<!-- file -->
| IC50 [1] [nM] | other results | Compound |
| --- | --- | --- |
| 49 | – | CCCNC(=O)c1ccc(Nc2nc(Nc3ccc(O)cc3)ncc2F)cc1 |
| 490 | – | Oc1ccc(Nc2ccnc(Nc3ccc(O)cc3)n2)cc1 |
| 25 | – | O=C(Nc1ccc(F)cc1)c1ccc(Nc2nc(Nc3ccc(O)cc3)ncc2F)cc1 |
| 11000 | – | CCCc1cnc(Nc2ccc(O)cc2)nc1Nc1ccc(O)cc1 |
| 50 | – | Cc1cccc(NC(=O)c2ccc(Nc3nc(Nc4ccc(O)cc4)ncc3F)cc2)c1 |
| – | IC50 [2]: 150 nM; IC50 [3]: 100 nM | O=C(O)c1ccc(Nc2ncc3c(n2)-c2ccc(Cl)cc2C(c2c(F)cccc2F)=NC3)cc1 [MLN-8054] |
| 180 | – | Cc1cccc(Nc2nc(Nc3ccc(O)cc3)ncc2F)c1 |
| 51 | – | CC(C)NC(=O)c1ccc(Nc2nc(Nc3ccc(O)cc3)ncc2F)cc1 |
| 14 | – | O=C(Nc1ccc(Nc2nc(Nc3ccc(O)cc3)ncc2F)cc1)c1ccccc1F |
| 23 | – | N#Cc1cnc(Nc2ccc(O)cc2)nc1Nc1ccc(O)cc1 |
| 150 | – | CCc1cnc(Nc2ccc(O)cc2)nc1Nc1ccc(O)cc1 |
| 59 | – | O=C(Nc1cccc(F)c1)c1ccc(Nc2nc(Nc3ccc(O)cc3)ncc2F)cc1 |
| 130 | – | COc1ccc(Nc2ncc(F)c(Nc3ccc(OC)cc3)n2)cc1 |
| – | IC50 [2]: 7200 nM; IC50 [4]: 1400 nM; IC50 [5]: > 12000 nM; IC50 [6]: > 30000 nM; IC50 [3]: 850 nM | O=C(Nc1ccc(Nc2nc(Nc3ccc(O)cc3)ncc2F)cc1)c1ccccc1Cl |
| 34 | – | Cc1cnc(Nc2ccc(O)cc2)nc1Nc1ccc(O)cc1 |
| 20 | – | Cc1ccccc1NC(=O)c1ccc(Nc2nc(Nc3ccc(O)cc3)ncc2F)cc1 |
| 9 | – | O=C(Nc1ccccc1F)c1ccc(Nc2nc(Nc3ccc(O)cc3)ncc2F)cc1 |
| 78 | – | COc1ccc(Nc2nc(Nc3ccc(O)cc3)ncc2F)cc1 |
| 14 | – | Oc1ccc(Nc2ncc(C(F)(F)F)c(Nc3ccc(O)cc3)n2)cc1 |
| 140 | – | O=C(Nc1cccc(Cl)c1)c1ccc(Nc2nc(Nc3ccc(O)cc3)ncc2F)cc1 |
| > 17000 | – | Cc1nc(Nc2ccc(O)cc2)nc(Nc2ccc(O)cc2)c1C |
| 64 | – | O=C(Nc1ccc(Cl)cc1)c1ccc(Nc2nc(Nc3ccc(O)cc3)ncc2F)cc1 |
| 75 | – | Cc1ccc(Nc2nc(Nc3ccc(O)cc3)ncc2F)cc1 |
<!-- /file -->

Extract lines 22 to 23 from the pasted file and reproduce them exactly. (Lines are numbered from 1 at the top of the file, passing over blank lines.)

| 140 | – | O=C(Nc1cccc(Cl)c1)c1ccc(Nc2nc(Nc3ccc(O)cc3)ncc2F)cc1 |
| > 17000 | – | Cc1nc(Nc2ccc(O)cc2)nc(Nc2ccc(O)cc2)c1C |